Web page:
US online retail giant Amazon pledged Tuesday to directly compensate customers harmed or injured by faulty goods bought from independent sellers on its platform.
The company said that from September 1 it will pay out on personal injury or property damage claims of up to $1,000 for defective products sold through Amazon.com -- which accounts for 80 percent of cases.
Amazon said in a statement on its website that it might pay out higher amounts if the vendor fails to respond to claims or rejects a claim that Amazon deems valid.
The announcement comes almost a month after the federal US Consumer Product Safety Commission (CPSC) sued Amazon in a bid to force the company to take responsibility for the recall of dangerous products sold on its platform.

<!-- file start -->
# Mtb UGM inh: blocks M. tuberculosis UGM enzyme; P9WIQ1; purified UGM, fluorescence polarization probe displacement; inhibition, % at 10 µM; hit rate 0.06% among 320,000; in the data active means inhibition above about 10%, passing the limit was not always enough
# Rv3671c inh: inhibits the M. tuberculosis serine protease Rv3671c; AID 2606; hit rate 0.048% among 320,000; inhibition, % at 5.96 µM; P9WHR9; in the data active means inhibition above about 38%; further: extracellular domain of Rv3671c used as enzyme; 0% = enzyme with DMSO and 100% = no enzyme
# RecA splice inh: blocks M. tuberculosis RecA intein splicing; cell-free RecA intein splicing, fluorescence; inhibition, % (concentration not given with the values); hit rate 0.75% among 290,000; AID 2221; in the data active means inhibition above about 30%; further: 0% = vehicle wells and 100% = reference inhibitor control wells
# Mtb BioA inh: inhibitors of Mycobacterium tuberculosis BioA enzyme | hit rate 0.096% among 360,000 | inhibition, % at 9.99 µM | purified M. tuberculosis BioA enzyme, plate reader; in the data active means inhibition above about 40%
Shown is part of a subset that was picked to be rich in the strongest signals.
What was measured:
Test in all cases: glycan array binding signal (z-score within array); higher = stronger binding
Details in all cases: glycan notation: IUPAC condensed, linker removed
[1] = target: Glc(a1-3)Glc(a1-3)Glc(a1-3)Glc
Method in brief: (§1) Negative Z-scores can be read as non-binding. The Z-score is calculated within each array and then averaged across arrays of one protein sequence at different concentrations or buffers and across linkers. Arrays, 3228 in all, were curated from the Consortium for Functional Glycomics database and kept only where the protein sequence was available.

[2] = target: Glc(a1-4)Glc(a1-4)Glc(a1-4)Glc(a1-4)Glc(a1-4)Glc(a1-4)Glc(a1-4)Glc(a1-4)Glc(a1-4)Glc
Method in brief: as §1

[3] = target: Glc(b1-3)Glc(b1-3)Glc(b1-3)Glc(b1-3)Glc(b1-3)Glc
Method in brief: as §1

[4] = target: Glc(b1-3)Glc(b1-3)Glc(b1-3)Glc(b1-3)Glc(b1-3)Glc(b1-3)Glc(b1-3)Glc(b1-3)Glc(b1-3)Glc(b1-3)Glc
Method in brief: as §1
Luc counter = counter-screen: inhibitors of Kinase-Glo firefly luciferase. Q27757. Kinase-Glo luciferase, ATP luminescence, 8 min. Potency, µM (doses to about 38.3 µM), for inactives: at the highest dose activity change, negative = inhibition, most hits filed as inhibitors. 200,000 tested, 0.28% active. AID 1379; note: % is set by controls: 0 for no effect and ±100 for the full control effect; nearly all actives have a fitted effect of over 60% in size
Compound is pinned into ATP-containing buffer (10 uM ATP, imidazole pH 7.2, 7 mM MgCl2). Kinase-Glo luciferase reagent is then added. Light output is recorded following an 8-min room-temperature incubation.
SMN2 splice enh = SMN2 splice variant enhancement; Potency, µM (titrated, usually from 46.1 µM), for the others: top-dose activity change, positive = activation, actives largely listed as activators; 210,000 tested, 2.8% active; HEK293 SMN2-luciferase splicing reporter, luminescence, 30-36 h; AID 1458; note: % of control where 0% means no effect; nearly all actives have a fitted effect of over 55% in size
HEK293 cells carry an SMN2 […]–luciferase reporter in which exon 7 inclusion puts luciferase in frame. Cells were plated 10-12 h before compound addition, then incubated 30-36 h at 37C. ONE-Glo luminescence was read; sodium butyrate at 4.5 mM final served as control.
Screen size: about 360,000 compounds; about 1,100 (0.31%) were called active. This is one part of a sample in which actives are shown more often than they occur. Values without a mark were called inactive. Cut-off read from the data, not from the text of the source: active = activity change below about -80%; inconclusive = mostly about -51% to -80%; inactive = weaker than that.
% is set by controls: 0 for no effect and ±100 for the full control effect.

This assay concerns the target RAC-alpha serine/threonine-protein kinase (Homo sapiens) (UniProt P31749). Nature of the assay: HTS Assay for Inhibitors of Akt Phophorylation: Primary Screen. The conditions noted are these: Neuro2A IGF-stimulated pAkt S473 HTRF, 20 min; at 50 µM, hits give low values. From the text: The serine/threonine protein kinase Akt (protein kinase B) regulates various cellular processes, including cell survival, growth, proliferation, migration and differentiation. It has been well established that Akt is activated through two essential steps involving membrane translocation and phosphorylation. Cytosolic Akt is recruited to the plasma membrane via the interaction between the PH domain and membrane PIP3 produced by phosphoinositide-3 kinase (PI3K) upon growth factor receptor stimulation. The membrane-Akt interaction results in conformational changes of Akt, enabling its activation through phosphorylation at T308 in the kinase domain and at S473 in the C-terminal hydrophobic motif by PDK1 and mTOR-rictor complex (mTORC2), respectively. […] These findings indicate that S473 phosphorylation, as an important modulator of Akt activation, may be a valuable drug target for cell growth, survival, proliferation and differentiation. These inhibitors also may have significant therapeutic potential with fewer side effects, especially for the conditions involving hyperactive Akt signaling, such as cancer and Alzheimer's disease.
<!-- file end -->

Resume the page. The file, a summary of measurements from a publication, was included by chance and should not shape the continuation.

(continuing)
Among the products deemed to potentially be putting customers at risk of injury or death were 24,000 faulty carbon monoxide detectors and 400,000 hair dryers sold without sufficient protection against electrocution.
"By standing behind customers and the products in our store, regardless of who sells them, Amazon is going far beyond our legal obligations and what any other marketplace service provider is doing today to protect customers," the company said.
It said it would use external, independent insurance fraud experts to analyze the validity of claims.
"We will present valid claims to sellers and deny unsubstantiated, frivolous, or abusive claims," it said.
"By doing this work on behalf of sellers, we save them from having to investigate these claims on their own."